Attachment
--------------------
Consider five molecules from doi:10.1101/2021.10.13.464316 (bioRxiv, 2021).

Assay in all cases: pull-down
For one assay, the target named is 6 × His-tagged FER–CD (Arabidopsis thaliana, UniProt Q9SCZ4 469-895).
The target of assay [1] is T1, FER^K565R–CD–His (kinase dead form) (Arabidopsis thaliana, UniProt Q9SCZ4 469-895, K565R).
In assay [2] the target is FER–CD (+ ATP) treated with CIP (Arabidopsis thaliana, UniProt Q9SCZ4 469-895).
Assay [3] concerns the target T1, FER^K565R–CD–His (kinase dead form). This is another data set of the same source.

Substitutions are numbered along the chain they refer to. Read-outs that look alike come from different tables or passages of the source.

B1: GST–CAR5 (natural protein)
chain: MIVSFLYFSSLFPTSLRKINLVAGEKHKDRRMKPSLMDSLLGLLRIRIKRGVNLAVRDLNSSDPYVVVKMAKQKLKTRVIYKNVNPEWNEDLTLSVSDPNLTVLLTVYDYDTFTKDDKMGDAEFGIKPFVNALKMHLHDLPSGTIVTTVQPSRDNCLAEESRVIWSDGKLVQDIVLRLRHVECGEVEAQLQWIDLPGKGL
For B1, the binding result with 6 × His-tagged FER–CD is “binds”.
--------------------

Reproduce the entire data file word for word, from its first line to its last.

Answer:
Consider five molecules from doi:10.1101/2021.10.13.464316 (bioRxiv, 2021).

Assay in all cases: pull-down
For one assay, the target named is 6 × His-tagged FER–CD (Arabidopsis thaliana, UniProt Q9SCZ4 469-895).
The target of assay [1] is T1, FER^K565R–CD–His (kinase dead form) (Arabidopsis thaliana, UniProt Q9SCZ4 469-895, K565R).
In assay [2] the target is FER–CD (+ ATP) treated with CIP (Arabidopsis thaliana, UniProt Q9SCZ4 469-895).
Assay [3] concerns the target T1, FER^K565R–CD–His (kinase dead form). This is another data set of the same source.

Substitutions are numbered along the chain they refer to. Read-outs that look alike come from different tables or passages of the source.

B1: GST–CAR5 (natural protein)
chain: MIVSFLYFSSLFPTSLRKINLVAGEKHKDRRMKPSLMDSLLGLLRIRIKRGVNLAVRDLNSSDPYVVVKMAKQKLKTRVIYKNVNPEWNEDLTLSVSDPNLTVLLTVYDYDTFTKDDKMGDAEFGIKPFVNALKMHLHDLPSGTIVTTVQPSRDNCLAEESRVIWSDGKLVQDIVLRLRHVECGEVEAQLQWIDLPGKGL
For B1, the binding result with 6 × His-tagged FER–CD is “binds”.